When discussing the processing of information in the human brain, “top-down” and “bottom-up” processing techniques are often analyzed with regard to visual stimuli. Most of the examples used to explain these processes involve optical illusions and visual tricks, because it is relatively easy to manipulate images and see how visual information could be interpreted in multiple ways. However, top-down and bottom-up processing are also very important to speech perception and audial stimuli, especially with regard to complex language cues like those used in sarcasm.
Bottom-up processing can often be thought of as the more “basic” of information pathways – it simply refers to the way the brain takes input from the outside world, by means of sensory perception, and transforms that information into understandable signals for the rest of the brain to interpret (Elbich, 2016). This input comes in many forms, including light energy for vision, chemical energy for taste and olfaction, or waves of energy for hearing. When I listen to someone speak, the bottom-up processing taking place in my brain uses the energy of the sound waves that are converted to action potentials inside my inner ear and sends those signals to other parts of my brain that subsequently analyze them to associate the sounds with meanings (Goldstein, 2011).
This association of sound and meaning leads into the top-down processing pathway, which takes information from previous experiences and uses that information to analyze new input (Elbich, 2016). In optical illusions, this type of processing would help differentiate similar visual stimuli by using the context of surrounding stimuli and remembering previous uses of the stimuli – for example, the lowercase letter L and capital letter I are very similar characters, but by using the context of words most humans have no problem differentiating the two while reading. Speech works in a similar way, because sound syllables are slightly different depending on a person’s tone of voice and inflections, but humans are still able to understand each other because of the language memory we generate throughout our lives.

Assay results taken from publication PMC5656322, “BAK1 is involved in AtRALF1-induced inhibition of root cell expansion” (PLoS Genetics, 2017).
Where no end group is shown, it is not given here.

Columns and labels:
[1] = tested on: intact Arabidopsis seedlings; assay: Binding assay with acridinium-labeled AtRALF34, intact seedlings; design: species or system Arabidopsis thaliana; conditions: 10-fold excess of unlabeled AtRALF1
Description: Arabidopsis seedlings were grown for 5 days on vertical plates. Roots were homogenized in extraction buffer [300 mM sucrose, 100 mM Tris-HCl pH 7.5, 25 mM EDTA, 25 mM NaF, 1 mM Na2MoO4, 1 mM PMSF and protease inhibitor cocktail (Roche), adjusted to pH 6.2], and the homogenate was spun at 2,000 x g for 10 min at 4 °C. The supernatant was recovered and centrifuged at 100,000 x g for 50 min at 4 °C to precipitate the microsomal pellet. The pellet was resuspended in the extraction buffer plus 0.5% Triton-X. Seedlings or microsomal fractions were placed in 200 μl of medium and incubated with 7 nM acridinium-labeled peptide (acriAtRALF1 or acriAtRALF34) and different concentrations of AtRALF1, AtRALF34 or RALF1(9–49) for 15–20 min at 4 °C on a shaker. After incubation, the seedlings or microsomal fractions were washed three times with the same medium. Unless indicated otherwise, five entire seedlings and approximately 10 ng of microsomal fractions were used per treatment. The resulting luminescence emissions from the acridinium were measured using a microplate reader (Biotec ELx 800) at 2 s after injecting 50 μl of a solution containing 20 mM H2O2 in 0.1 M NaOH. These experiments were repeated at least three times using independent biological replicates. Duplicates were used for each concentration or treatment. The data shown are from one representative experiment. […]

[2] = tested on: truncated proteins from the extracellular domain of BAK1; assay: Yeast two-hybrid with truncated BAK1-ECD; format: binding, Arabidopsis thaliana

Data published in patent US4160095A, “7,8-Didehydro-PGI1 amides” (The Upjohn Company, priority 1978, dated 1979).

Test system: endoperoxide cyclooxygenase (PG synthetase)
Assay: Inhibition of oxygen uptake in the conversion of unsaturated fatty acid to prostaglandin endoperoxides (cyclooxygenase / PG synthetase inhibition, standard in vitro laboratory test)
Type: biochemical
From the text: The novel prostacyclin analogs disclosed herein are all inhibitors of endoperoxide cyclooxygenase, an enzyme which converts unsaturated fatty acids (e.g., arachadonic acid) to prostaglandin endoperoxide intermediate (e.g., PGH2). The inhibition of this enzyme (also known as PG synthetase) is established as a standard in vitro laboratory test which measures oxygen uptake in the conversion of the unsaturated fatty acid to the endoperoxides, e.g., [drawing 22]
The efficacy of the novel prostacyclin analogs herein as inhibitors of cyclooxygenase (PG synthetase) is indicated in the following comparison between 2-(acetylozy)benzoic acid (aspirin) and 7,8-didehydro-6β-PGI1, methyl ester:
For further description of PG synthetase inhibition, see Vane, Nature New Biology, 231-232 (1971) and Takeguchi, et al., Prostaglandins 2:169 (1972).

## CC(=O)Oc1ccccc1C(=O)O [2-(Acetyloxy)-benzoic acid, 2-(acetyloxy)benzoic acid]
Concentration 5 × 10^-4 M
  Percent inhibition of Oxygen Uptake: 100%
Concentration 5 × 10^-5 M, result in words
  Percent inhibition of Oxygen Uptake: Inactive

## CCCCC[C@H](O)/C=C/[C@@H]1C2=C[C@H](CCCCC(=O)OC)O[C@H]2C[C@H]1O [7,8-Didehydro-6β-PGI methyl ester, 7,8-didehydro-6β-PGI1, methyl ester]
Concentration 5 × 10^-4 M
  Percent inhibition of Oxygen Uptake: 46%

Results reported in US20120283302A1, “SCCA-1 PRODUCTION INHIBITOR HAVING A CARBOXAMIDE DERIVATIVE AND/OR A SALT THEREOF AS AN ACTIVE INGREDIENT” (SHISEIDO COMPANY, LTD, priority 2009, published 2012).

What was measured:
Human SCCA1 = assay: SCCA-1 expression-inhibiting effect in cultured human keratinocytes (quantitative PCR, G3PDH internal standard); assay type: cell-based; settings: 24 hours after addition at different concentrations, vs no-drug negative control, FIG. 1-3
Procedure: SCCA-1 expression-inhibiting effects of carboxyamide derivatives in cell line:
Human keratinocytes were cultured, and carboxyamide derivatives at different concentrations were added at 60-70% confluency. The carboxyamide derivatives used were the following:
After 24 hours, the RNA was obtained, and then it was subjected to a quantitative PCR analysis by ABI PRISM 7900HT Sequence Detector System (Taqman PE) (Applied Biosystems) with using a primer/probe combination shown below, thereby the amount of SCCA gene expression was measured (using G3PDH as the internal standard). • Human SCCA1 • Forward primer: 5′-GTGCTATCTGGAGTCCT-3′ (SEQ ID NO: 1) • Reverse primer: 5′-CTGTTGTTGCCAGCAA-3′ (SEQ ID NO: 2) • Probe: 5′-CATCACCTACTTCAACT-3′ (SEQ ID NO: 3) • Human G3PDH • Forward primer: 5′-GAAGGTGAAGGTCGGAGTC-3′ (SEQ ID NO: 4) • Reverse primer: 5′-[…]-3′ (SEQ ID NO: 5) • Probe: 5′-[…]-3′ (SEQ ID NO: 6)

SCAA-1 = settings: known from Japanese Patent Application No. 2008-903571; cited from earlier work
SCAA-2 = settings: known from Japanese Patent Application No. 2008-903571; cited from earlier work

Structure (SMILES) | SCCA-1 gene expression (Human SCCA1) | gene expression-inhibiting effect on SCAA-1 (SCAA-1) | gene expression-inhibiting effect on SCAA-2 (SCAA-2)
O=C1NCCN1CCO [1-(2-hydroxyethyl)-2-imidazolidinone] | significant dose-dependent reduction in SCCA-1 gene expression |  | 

The use of more complex language, like sarcasm, adds yet another layer to this type of speech processing – in addition to the basic comprehension of sounds and the analysis of syllables to understand words with meanings, sarcasm requires top-down processing of context clues. These clues can come from body language, tone of voice, and previous experience with individuals’ personalities, all of which help to deduce meaning from words. Comprehending sarcasm also requires a general understanding of the connection between certain voice tones and inflections with emotion and humor. For example, I could say “oh, great!” with an upward inflection at the end of the word “great” to convey enthusiasm and surprise, while a more somber or sarcastic “oh, great…” could be used to express frustration or disappointment. Being able to differentiate between these multiple meanings based solely on these cues requires a great deal of top-down processing, as past experiences with sarcastic phrases and tones need to be used to recognize and categorize new stimuli.
As sound information is processed through the ear and analyzed in the brain, both bottom-up and top-down pathways are activated to interpret sounds and words and associate meanings and feelings to them. The use of these pathways is evident when studying sarcastic language, in which the literal meaning of words being spoken may be different from the intended meaning of those words. These cases require context clues and tone to be analyzed in comparison to past experiences to determine intended meanings, which would not be possible without the combination of top-down and bottom-up processing pathways used in the human brain.
Elbich, D. (2016) Lesson 3: Perception. Retrieved from Lecture Notes Website: https://psu.instructure.com/courses/1782691/modules/items/20877302
Goldstein, E. B. (2011). Chapter 2: Cognitive Neuroscience. Cognitive Psychology: Connecting Mind, Research and Everyday Experience (3rd ed.)(pp. 23 – 45). Wadsworth, Cengage Learning.